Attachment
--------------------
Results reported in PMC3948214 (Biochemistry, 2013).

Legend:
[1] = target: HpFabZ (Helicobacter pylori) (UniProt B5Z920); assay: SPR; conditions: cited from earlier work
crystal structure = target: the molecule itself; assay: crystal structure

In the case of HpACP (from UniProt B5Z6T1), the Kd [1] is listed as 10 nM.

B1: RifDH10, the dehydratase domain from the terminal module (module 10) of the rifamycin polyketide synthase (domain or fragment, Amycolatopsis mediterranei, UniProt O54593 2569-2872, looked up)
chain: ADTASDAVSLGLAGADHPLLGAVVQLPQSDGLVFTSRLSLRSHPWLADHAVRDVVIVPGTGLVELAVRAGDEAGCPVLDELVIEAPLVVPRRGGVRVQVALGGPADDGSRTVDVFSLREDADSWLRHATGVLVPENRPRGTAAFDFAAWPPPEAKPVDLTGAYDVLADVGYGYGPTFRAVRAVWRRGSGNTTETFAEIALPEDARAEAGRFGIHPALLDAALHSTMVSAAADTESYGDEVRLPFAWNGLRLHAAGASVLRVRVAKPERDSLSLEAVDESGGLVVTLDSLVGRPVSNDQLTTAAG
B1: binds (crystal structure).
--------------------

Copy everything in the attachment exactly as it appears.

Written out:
Results reported in PMC3948214 (Biochemistry, 2013).

Legend:
[1] = target: HpFabZ (Helicobacter pylori) (UniProt B5Z920); assay: SPR; conditions: cited from earlier work
crystal structure = target: the molecule itself; assay: crystal structure

In the case of HpACP (from UniProt B5Z6T1), the Kd [1] is listed as 10 nM.

B1: RifDH10, the dehydratase domain from the terminal module (module 10) of the rifamycin polyketide synthase (domain or fragment, Amycolatopsis mediterranei, UniProt O54593 2569-2872, looked up)
chain: ADTASDAVSLGLAGADHPLLGAVVQLPQSDGLVFTSRLSLRSHPWLADHAVRDVVIVPGTGLVELAVRAGDEAGCPVLDELVIEAPLVVPRRGGVRVQVALGGPADDGSRTVDVFSLREDADSWLRHATGVLVPENRPRGTAAFDFAAWPPPEAKPVDLTGAYDVLADVGYGYGPTFRAVRAVWRRGSGNTTETFAEIALPEDARAEAGRFGIHPALLDAALHSTMVSAAADTESYGDEVRLPFAWNGLRLHAAGASVLRVRVAKPERDSLSLEAVDESGGLVVTLDSLVGRPVSNDQLTTAAG
B1: binds (crystal structure).